size of the prime movers used in rugby, this is known as specific
hypertrophy phase using traditional periodization terminology2.
The general guidelines for this would be 6 – 12 reps with
around 3 minutes rest using the necessary exercises. A simple way
to introduce periodization would be, over a 6 week phase to vary
the reps as below:
1 & 2 12 Reps
Week 3 & 4 9 reps
Week 5 & 6 6 reps
is using the foundation principles of program design, it is increasing
the intensity while decreasing the volume – Classic periodization!3.
This method can and should be extended across all the training phases
within your resistance training routines.
take a look at a typical off-season. To maximise the gains from
resistance training you would build a base early in the off-season
followed by focusing on increasing muscle size then developing maximum
strength and converting this to power so your are physically at
your biggest, strongest and most explosive by the start of the next
do this you could have four training phases, preparation, hypertrophy,
strength and power phase.
Preparation Hypertrophy Strength Power
With each phase you can associate the traditional training parameters
to achieve the goal of that phase’s training. For example,
preparation4 uses sub maximal lifts for between 5 to 15 reps, hypertrophy
uses 6 – 12 reps to failure, strength 1 - 5 rep max and power
for sake of argument 2 – 6 reps with sub-maximal loads (please
note there are many methods for power development beside this).
these phases is already putting the science of program design into
practise. This can be further enhanced by varying the reps within
each phase. This will maximise the training response over the phase:
Phase Preparation Hypertrophy
Reps 15 10 5 12
9 6 5
3 1 6
such simple variations of one training variable you have introduced
intensity and volume manipulation throughout the course of the off-season
and within the phases themselves. This will produce more optimal
results. For each training phase a different exercise routine would
be followed to introduce specificity and you could also vary the
rest periods to further extrapolate the volume, specificity and
you now start introducing recovery weeks you begin to incorporating
the other needs of periodization – avoiding overtraining and
maximising adaptation. This can be furthered enhanced by using specified
variations in training intensity within the weekly micro cycles,
e.g. heavy and light days and before you know it you are applying
the main bulk of periodization and reaping its benefits on athletic
above serves to exemplify how to easily introduce periodization
into resistance training, of course these principles need to be
taken and applied to the other training methods also, e.g. aerobic,
agility, plyometrics etc. Again the exercises within each phase
and variation in training parameters, e.g. volume, intensity need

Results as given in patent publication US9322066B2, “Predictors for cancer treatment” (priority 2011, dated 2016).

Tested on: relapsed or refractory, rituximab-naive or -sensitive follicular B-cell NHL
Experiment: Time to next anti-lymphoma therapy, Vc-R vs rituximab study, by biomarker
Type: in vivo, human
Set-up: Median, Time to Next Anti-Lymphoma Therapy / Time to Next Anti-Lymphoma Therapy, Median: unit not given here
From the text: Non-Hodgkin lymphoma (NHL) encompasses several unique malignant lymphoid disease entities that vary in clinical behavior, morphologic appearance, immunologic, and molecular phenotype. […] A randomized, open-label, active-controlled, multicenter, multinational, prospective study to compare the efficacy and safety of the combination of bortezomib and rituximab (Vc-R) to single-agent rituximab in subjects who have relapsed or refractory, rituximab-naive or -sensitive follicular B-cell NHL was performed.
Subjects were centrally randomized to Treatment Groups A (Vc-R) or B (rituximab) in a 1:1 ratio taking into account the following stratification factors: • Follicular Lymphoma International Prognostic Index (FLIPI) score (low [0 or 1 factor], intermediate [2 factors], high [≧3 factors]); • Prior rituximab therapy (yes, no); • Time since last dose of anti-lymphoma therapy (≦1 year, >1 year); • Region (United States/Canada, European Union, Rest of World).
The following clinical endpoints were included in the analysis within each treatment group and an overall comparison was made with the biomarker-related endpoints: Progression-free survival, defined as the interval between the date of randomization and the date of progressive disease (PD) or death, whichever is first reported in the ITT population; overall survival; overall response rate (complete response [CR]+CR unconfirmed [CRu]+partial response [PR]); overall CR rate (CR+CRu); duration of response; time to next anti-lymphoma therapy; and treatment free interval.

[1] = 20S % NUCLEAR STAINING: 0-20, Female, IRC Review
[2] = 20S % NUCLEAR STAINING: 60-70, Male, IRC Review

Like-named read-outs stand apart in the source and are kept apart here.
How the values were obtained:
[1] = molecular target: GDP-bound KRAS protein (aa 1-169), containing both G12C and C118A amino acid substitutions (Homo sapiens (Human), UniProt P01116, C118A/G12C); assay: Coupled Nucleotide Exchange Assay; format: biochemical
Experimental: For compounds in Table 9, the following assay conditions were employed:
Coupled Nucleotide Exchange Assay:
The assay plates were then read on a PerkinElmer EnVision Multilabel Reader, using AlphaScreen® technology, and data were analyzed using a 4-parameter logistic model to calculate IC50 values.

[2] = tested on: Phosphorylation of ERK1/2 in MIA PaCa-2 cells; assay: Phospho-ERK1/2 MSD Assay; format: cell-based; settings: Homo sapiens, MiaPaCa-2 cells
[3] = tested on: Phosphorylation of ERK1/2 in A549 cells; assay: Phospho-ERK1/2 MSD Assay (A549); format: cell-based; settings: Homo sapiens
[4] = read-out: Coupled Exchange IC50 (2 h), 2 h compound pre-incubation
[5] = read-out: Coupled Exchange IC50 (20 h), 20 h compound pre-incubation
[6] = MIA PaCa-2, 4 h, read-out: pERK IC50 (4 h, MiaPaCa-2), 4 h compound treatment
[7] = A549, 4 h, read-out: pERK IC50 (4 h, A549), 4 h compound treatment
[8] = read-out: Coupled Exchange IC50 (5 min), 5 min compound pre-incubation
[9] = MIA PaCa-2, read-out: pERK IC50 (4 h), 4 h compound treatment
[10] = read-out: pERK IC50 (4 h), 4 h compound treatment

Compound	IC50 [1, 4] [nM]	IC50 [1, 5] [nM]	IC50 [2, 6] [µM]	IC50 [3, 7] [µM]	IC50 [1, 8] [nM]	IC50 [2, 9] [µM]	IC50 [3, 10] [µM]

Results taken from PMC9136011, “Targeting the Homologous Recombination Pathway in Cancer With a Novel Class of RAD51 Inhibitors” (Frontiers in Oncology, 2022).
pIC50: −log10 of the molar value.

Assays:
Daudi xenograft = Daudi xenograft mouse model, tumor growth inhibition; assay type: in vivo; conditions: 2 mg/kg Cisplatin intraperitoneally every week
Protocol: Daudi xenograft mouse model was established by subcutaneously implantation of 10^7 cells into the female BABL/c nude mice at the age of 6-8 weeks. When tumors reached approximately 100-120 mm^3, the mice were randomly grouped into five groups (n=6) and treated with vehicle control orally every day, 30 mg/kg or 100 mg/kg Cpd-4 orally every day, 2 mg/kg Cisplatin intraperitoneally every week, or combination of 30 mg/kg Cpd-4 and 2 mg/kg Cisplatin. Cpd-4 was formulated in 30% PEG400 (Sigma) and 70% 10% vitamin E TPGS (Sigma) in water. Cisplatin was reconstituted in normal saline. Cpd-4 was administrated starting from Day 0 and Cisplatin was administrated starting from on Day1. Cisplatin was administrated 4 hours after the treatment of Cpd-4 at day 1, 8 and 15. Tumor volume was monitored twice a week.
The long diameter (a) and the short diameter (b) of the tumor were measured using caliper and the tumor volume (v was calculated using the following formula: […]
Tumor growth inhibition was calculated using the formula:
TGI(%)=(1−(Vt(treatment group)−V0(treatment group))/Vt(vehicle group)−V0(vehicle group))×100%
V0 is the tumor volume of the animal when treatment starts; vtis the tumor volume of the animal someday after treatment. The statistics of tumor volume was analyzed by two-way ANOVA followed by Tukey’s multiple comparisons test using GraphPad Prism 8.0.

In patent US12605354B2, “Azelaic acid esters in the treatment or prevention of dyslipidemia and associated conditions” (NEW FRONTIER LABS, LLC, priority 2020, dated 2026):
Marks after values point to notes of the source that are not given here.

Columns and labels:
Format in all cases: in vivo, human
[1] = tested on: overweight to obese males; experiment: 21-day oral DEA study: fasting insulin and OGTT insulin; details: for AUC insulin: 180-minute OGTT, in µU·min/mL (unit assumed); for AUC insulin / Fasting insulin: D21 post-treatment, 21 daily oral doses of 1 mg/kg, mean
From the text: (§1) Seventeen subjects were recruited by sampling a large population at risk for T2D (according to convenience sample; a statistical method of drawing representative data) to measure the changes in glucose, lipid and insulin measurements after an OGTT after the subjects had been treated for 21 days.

to be designed and altered to mediate the required changes across
the off-season or during the in-season.
this sounds too simple then just remember that periodization is
a relative rather than an absolute. It is about maximising the response
from training while ensuring the athletes does not suffer injury
or over training. The benefits of using an undulating model versus
a linear model5 or the fitness fatigue theory over classical6 are
all well and good, but the crux of the matter is putting in place
a periodized routine of some sorts. This can be done by:
• Applying training phases during the year to achieve a certain
• Varying the reps, rest, intensity over the training phase.
• Using recovery weeks, days and techniques to ensure the
body is fresh.
is all covered in my book Rugby fitness training: A twelve month
conditioning programme. Though it is a book designed for rugby players
the principles outlined above are central to its theme. It will
teach you how to take the general principles and apply them to you
or your clients training routine.
the programme section I have added three rugby programmes, these
serve just to as an example of a possible routine, the success of
the programme will rely more on how you as the coach manipulate
the training variables within each training phase and change the
training between the individual phases.
Wilson BSc (Hons) CSCS NSCA – CPT CMTA Dip
Rugby fitness training: A twelve month conditioning programme, Crowood
2) Periodization: Theory and methodology of training, Tudor O Bompa
(Human kinetics, chapter 7 Page 165
3) Stone, M.H and H.S. O Bryant. Weight training: A scientific approach.
Minneapolis MN, Burgess 1987
4) Sometimes called anatomical adaptation under traditional periodization
5) Haff, G.G Phd. Roundtable discussion: Periodization of training
Part 1 & 2, Journal of strength & Conditioning Volume 26,
Number 1 , Pages 50 -59, number 2 Pages 56 -70
6) Chiu L, Barnes J L, The fitness fatigue model revisited: Implications
for planning short and long term training. Journal of Strength &
Conditioning Volume 25, number 6, Pages 42-51.